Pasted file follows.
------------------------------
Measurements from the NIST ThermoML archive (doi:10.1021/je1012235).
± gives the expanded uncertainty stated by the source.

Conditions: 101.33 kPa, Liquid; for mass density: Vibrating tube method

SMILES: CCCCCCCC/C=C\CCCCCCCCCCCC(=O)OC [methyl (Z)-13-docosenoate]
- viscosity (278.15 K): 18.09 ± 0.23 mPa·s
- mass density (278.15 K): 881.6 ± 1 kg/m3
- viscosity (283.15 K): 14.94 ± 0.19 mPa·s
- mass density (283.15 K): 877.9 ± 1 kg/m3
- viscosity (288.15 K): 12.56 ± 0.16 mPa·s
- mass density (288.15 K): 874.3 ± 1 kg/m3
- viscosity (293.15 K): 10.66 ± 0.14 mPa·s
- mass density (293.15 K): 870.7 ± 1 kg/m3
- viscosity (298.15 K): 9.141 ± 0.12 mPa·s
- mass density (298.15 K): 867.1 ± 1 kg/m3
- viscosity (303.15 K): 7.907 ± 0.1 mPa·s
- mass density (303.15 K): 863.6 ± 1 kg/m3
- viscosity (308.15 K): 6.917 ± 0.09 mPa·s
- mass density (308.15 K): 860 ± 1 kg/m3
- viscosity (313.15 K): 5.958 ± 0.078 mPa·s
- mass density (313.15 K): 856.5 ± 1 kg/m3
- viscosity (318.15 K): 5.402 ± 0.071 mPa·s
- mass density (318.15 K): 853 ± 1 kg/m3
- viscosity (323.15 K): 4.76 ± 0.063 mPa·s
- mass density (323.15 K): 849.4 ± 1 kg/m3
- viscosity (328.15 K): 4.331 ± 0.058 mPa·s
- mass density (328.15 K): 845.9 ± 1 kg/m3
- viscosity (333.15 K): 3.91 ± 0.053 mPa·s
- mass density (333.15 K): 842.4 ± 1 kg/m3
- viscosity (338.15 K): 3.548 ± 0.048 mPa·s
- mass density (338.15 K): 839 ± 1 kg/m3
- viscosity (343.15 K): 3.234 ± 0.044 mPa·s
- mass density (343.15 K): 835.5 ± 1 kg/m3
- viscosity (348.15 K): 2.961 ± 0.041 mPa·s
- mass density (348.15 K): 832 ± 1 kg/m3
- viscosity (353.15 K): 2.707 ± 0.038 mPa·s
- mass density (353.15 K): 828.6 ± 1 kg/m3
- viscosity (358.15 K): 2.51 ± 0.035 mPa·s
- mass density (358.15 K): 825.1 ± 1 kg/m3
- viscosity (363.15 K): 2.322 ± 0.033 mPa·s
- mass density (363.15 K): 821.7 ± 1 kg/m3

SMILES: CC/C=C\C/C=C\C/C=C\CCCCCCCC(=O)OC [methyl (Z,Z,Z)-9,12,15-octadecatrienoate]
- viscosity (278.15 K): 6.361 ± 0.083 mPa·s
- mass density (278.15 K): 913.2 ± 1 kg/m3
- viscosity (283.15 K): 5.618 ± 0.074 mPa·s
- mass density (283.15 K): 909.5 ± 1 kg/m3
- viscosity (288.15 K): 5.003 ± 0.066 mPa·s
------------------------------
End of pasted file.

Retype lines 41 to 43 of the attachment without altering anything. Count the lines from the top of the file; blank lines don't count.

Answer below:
SMILES: CC/C=C\C/C=C\C/C=C\CCCCCCCC(=O)OC [methyl (Z,Z,Z)-9,12,15-octadecatrienoate]
- viscosity (278.15 K): 6.361 ± 0.083 mPa·s
- mass density (278.15 K): 913.2 ± 1 kg/m3